Modi continues to grab the headlines in world media
In a report titled 'Narendra Modi to be sworn-in with huge expectations on his shoulders', The Guardian reported that "instability, insecurity and drift helped Modi to power, but desire for rapid progress, order and direction will be immense challenge".india Updated: May 26, 2014 22:35 IST
Ten days after he led the Bharatiya Janata Party to a landslide win, Prime Minister Narendra Modi continues to make news across the world.
In a report titled 'Narendra Modi to be sworn-in with huge expectations on his shoulders', The Guardian reported that "instability, insecurity and drift helped Modi to power, but desire for rapid progress, order and direction will be immense challenge".
It added: "The former tea-seller has risen to the highest executive office in this developing, troubled nation of 1.25 billion people."
The Times reported the swearing-in ceremony with the headline, 'Narendra Modi set to end economic paralysis', and added: "Mr Modi will assume responsibility for 1.26 billion people, up to 100 nuclear warheads and an in-tray groaning with urgent problems".
The Financial Times, which had carried Modi's victory as the lead story on its front page, noted that he was planning to "shrink government" by cutting ministries and reducing bureaucracy.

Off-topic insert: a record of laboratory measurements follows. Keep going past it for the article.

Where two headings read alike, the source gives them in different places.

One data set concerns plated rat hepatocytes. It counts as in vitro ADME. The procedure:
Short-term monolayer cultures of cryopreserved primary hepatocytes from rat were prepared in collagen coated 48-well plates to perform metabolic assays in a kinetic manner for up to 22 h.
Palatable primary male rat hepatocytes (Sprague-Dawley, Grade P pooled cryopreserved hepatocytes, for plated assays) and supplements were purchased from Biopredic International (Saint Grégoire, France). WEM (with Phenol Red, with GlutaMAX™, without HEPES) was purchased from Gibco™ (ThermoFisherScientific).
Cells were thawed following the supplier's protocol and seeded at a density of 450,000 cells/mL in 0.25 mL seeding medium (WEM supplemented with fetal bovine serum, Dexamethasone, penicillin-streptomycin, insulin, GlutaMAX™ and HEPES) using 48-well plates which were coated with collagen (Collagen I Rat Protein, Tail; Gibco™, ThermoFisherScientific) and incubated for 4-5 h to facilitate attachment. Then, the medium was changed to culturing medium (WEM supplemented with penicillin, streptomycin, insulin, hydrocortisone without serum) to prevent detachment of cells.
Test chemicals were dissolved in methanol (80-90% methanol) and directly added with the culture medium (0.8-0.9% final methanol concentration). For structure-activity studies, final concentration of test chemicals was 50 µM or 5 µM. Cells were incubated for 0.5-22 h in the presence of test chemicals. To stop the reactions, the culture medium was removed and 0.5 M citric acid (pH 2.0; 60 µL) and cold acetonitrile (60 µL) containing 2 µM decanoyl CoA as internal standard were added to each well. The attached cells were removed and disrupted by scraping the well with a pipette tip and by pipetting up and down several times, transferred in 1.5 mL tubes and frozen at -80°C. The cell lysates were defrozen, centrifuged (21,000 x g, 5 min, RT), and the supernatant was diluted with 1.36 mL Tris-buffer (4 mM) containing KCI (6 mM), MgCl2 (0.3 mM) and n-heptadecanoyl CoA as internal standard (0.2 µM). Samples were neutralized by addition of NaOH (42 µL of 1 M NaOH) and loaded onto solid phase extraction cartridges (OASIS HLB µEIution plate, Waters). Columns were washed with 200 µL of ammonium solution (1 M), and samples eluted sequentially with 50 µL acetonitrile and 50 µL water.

In Kathmandu, newspapers were full of reports on Nepal prime minister Sushil Koirala's trip to New Delhi for Modi's swearing-in ceremony and the possible outcomes the Himalayan nation could expect from the visit.
Leading English daily, The Himalayan Times, and Kantipur, the highest circulated Nepali daily, carried reports on how Koirala would invite Modi to visit Nepal.
"I will apprise India's new prime minister of our own development efforts and listen to him," Koirala told a group of editors at his official residence on Sunday.
French weekly Courrier International said Modi was "known for his particularly islamophobic and xenophobic positions", while Le Parisien talked of the "very high expectations" from Modi and that Muslims remained "very suspicious" of him.
'Le Monde called him an "Indian enigma", while Le Figaro wrote, calling Nawaz Sharif (Pakistan PM) was a "diplomatic coup".
"A worrying Indian Prime Minister" and "controversial for the way he managed the communal violence in 2002 and his Islamophobic discourse", said L'Expression.